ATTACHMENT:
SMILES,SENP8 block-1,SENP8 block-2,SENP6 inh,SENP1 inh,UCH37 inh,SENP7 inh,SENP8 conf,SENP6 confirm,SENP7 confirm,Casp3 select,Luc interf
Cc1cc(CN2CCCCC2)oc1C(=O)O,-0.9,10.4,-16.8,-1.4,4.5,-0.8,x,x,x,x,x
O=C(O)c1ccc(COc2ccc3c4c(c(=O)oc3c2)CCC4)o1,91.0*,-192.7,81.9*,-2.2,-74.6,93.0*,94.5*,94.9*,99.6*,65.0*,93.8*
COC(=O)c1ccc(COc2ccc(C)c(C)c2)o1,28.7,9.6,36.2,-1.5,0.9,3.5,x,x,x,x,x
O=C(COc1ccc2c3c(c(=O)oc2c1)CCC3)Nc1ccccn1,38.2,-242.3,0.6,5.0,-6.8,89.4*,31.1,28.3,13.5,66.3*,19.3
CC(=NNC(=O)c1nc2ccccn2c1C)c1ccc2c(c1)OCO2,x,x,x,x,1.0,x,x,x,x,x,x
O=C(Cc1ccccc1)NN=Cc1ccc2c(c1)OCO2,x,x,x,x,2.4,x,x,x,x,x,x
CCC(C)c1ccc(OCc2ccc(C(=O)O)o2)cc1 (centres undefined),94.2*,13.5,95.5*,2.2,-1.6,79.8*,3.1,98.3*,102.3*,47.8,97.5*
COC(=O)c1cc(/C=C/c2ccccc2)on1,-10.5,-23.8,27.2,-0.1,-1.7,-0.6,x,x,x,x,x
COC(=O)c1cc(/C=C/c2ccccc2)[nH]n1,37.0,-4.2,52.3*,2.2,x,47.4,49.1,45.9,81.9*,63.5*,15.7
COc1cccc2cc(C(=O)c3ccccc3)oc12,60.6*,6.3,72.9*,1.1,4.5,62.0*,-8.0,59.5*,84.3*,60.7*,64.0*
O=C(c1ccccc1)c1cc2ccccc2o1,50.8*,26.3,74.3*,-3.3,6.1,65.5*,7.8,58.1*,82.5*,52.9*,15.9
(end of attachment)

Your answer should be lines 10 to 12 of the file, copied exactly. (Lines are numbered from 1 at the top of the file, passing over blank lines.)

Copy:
COC(=O)c1cc(/C=C/c2ccccc2)[nH]n1,37.0,-4.2,52.3*,2.2,x,47.4,49.1,45.9,81.9*,63.5*,15.7
COc1cccc2cc(C(=O)c3ccccc3)oc12,60.6*,6.3,72.9*,1.1,4.5,62.0*,-8.0,59.5*,84.3*,60.7*,64.0*
O=C(c1ccccc1)c1cc2ccccc2o1,50.8*,26.3,74.3*,-3.3,6.1,65.5*,7.8,58.1*,82.5*,52.9*,15.9